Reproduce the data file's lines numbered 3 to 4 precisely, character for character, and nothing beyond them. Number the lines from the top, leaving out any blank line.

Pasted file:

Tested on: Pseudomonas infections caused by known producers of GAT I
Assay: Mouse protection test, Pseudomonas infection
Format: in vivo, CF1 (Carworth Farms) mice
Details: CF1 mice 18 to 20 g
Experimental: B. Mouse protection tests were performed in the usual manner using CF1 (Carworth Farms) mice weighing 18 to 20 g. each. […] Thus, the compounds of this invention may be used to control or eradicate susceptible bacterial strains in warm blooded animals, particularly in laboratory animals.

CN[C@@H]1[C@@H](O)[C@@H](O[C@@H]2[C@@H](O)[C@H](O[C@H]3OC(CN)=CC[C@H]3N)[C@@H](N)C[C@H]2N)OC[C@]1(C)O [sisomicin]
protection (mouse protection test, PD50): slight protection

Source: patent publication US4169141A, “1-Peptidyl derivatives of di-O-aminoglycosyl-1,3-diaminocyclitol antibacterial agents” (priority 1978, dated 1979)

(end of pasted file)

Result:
Format: in vivo, CF1 (Carworth Farms) mice
Details: CF1 mice 18 to 20 g